Bosque del Río Tigre Lodge. You can’t get any closer to nature than this off-the-grid lodge, famous for its birding trails, wedged between the forest and the banks of the Río Tigre. Our readers love it. Four second-story rooms have chest-high walls, and roofs with no screens, just mosquito nets. You’re at eye-level with the trees and, despite the almost-alfresco rooms, you’ll sleep comfortably with linens and pillows that always feel fresh. Electricity is solar-generated and limited but on-demand gas heaters provide hot water for garden showers. The gourmet food rivals that of the best luxury-lodge kitchens. Guests gather around a communal table at dinner with owners Liz Jones and Abraham Gallo, the best bird guides in the area. More than 340 species have been spotted on the property. Abraham, a life-long local, can show you hidden mountain trails into Corcovado National Park, less than a mile away. Miners still pan for gold in the nearby river, which has a great swimming hole. Pros: A birder’s paradise; great hiking trails; fabulous food. Cons: Shared bathroom (except in one separate cabin) and outdoor showers; limited electricity; must love the outdoors. Dos Brazos del Tigre, 12 km (7 mi) west of Puerto Jiménez. 888/875-9543 in U.S. www.osaadventures.com. 4 rooms with shared bath; 1 cabin. In-room: no a/c, no phone, no TV. In-hotel: restaurant, airport shuttle. Closed Oct. and Nov.
Tortuguero National Park
Tortuguero means “Turtle Region,” which is apt, since turtles are the main attraction. Four species of turtles—green, hawksbill, loggerhead, and giant leatherback—lumber up the 35 km (22 mi) of beach at various times of the year and deposit their eggs for safekeeping. With some good planning, you can be there to watch the whole thing happen.
Evergreen Lodge. The Evergreen offers an entirely different (and intimate) concept in Tortuguero lodging: while other lodges have cabins arranged around a clearing, at Evergreen they penetrate deep into the forest. A network of walking trails extends to Canal Chiquerito, the third waterway inland. Cabins are made from deep-red almondwood or gypsum wood. All have one double and one single, as well as venetian blinds for privacy. Honeymooners make up a substantial portion of the clientele here. Watch for the whimsical ANT CROSSING signs as you walk around the grounds. Pros: Seclusion from other lodges. Cons: Rustic rooms. 2 km (1.5 mi) from Tortuguero village on Canal Penitencia. 2257-2242, 800/644-7438 in North America. www.pachiralodge.com. 36 cabins. In-room: no a/c, no phone, no TV. In-hotel: restaurant, bar.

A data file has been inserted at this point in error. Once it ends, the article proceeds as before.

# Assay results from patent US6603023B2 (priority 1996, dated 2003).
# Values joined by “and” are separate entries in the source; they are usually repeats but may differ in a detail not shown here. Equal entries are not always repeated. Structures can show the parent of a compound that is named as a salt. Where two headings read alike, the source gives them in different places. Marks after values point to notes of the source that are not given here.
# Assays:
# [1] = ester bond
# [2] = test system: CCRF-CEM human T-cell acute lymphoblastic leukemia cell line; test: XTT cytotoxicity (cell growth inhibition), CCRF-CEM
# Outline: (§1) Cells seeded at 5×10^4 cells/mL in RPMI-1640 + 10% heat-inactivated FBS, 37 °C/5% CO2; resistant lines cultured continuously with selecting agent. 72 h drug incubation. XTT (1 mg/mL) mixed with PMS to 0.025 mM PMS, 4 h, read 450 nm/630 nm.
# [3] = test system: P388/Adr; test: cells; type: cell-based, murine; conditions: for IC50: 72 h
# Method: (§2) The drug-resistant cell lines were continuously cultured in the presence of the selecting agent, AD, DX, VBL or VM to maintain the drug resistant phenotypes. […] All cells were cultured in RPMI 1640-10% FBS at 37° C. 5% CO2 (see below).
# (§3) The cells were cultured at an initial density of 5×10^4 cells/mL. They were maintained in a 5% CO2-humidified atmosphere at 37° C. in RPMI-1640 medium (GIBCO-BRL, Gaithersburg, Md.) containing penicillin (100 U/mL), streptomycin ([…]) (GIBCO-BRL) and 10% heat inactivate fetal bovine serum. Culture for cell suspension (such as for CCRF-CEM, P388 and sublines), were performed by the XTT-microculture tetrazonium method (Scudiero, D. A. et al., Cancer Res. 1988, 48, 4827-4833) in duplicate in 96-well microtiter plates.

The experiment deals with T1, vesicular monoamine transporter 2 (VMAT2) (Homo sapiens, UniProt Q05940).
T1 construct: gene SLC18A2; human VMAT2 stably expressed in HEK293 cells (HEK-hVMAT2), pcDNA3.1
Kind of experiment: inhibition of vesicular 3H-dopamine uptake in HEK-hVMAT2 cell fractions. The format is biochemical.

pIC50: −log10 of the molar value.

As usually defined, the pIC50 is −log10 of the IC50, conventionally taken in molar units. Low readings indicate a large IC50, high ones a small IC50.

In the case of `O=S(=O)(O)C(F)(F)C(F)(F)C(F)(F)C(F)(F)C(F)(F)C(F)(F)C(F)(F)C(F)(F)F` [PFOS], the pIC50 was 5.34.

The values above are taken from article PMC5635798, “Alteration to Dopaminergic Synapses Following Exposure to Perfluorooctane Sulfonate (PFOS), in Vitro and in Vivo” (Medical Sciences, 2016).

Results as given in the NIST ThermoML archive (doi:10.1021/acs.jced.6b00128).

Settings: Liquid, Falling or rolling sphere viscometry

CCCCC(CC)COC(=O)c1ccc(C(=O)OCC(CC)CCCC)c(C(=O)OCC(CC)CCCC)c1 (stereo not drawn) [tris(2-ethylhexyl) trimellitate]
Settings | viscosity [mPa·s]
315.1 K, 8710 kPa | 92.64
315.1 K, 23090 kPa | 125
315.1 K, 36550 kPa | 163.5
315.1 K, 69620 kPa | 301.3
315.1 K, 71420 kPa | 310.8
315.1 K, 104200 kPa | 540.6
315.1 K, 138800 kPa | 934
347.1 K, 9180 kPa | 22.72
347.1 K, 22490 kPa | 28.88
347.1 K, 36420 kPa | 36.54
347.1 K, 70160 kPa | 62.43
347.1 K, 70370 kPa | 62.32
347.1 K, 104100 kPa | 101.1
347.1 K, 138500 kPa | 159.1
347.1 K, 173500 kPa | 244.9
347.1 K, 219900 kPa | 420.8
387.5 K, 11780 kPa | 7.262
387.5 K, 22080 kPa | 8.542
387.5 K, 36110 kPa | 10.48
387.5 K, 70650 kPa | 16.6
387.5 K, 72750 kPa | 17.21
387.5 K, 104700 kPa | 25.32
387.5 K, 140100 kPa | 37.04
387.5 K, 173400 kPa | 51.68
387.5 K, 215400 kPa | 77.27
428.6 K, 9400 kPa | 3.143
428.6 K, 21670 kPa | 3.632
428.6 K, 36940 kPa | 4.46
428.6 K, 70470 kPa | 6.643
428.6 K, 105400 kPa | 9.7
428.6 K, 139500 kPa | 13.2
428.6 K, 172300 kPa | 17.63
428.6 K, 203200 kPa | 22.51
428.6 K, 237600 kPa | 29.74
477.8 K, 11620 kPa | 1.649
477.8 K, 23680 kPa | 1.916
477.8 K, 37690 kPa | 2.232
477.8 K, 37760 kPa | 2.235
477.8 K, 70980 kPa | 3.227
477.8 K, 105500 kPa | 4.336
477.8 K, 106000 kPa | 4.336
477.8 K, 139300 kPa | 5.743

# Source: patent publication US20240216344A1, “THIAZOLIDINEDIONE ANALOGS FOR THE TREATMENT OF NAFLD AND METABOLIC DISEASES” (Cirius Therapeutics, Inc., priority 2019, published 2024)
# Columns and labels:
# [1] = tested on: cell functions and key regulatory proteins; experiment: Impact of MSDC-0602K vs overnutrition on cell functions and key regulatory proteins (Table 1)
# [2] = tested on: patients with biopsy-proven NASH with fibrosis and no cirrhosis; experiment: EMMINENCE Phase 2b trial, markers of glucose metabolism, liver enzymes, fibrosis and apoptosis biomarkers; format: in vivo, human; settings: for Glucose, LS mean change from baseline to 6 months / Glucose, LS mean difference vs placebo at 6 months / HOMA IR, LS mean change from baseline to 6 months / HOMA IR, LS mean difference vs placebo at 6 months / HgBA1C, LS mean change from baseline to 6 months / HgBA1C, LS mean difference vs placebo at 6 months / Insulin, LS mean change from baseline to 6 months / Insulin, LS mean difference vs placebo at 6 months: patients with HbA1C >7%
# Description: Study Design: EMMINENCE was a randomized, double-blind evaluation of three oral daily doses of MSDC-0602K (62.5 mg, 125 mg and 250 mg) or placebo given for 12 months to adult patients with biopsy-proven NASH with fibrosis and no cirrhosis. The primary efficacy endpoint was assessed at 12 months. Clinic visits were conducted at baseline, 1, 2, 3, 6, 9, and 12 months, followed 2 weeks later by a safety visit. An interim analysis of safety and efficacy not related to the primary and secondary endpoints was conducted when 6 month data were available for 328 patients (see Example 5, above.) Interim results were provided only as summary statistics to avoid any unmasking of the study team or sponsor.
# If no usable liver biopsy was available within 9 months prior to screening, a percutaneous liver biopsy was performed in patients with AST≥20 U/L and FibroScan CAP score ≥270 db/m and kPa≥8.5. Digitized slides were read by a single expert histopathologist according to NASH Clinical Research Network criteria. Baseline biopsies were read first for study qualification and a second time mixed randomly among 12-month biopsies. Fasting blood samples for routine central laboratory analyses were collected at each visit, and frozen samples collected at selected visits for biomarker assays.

The relatively well-to-do agricultural center of Turrialba (canton population 70,000) suffered when the main San José–Puerto Limón route was diverted through Guá piles in the late 1970s. The demise of the famous Jungle Train that connected these two cities was an additional blow. But today, because of the beautiful scenery and a handful of upscale nature lodges, ecotourism is increasingly the focus of the town’s efforts.
Rancho Naturalista. Customized guided bird-watching within a 160-acre private nature reserve is the reason to stay here. The ranch is a birder’s paradise and the narrow focus may be too much for those not interested in our feathered friends. More than 400 species of birds and thousands of different kinds of moths and butterflies live on the reserve and nearby sites, and a resident ornithologist helps you see and learn as much as you want. The two-story lodge is upscale modern with rustic touches, as are the separate cabins. Good home cooking is served in the indoor and outdoor dining rooms, both of which have beautiful views of Volcán Irazú’ and the Turrialba Valley. Guided tours, meals, horseback riding and your birding guide are all included in the price. Pros: Birder’s paradise, 11 km of trails for guests, warm atmosphere. Cons: Rooms can be musty, faded bird pictures give common spaces a dated feel, not a great base for adventure day trips. 2433-8278 for reservations, 2554-8100 for directions. wwww.ranchonaturalista.net . 15 rooms, 13 with bath. In-room: no a/c, no phone, no TV, dial-up. In-hotel: restaurant, airport shuttle, laundry service, no-smoking rooms, no elevator.
Photo credits: (1) Photo by Len Blumin; (2) Photo by Dawn Pando, courtesy Ranco Naturalista; (3) Photo courtesy of Hacienda Guachipelin; (4) Photo courtesy of Bosque del Río Tigre Lodge; (5) Photo by Tom Lianza